We have 92 million members in India, which is one of our fastest growing markets in terms of member engagement. It is a very important market for us when it comes to our vision of creating economic opportunity for every member of the global workforce. It’s a very important strategic market for us and we are seeing just the creator conversation naturally growing on LinkedIn in India. That’s why we thought after the US, India is the right market to bring this program, there was a lot of excitement about it. Through those 10 weeks, we were able to provide the right coaching, right recognition and resources to these creators, so that overall on LinkedIn we can bring in diverse content for our members. We always keep member value at the centre of any creator that we work with, so we want to make sure when members come on LinkedIn, they come to the platform to advance their careers, to learn something new, to pick up a new skill, to gain a new perspective. So, we made sure that the kind of content that is coming out of that program helps others connect to opportunities and build skills. Some of the examples that came out were creators talking about how others can improve their public speaking skills. There was somebody talking about ethical AI, somebody talking about gender equality at the workplace and others talking about gender trends and businesses, e-commerce, etc. Just the variety and diversity came out as one of the big wins of the program.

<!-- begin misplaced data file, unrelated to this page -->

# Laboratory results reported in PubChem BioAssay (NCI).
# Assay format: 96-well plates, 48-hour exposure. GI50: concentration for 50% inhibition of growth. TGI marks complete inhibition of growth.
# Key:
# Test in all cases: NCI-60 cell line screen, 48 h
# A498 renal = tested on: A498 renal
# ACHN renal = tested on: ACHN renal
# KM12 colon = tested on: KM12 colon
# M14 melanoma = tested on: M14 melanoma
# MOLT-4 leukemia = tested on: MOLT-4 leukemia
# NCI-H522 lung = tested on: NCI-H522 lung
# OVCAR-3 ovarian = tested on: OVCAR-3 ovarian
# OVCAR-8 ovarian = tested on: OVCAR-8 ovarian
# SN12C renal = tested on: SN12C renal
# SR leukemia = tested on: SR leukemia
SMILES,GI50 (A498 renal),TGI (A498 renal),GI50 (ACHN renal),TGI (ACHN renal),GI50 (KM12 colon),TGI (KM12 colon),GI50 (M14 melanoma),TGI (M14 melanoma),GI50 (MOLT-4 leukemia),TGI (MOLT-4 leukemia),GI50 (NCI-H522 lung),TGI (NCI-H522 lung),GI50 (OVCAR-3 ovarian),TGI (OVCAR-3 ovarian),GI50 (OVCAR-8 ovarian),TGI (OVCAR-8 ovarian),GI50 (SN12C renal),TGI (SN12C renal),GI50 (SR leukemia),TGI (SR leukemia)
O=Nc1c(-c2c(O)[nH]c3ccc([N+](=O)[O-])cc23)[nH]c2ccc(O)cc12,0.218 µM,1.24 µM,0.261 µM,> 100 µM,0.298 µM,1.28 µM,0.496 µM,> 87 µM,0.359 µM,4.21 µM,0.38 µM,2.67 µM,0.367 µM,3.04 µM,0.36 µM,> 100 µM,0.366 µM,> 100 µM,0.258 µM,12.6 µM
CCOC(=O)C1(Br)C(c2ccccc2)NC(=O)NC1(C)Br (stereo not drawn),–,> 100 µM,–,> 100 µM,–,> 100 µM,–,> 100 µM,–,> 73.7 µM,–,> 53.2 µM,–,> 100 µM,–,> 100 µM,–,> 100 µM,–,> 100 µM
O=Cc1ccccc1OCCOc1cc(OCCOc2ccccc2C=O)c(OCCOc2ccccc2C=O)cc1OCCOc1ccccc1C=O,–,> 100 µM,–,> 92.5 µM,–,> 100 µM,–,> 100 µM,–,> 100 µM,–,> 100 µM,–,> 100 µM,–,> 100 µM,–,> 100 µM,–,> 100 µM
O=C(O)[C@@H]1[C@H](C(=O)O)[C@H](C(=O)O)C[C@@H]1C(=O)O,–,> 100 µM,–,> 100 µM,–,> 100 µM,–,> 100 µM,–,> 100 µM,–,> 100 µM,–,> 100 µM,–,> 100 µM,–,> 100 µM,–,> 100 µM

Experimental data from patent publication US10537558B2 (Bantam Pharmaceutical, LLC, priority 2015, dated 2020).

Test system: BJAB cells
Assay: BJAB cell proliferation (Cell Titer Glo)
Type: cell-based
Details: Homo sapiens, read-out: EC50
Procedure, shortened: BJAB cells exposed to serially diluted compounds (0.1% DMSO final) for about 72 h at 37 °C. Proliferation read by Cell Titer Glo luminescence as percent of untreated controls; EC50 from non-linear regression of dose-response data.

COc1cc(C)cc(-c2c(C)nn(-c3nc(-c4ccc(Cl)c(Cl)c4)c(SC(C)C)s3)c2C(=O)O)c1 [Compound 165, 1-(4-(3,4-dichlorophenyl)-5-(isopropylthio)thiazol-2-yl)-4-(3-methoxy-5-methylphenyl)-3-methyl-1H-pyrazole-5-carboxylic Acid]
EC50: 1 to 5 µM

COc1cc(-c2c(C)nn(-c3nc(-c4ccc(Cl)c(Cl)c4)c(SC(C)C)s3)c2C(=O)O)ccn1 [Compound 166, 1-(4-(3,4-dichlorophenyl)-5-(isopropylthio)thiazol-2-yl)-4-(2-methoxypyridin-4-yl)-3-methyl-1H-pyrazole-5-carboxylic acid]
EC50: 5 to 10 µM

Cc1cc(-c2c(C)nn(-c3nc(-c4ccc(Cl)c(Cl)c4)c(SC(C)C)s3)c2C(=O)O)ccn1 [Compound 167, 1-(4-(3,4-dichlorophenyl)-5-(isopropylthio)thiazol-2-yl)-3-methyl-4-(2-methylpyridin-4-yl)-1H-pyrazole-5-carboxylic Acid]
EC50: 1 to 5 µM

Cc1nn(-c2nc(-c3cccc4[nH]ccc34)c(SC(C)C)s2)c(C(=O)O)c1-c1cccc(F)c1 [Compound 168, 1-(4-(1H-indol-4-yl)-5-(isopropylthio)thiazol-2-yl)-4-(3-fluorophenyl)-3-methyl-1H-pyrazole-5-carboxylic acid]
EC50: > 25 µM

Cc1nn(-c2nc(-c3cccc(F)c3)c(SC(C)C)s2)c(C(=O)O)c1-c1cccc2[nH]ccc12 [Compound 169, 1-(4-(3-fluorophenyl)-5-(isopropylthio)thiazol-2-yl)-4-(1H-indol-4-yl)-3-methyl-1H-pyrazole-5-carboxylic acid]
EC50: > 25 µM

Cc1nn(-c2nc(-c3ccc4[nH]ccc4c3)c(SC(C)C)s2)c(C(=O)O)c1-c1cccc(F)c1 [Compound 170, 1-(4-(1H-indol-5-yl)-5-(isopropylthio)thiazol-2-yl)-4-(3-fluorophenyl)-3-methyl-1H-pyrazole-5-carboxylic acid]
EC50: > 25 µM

With the completion of this 10-week program, what’s next for these participants? How will you support them beyond the program?

One of the key takeaways that the creators had with this program is consistency. One may have a unique idea and a creative way to execute it, but consistency is important. They shared with us that this program gave them that skill – of how they can remain consistent through their journey. Once they continue to create on the platform, we will share with them the best practices, examples and continue to share those learnings with them and also new products that are coming up.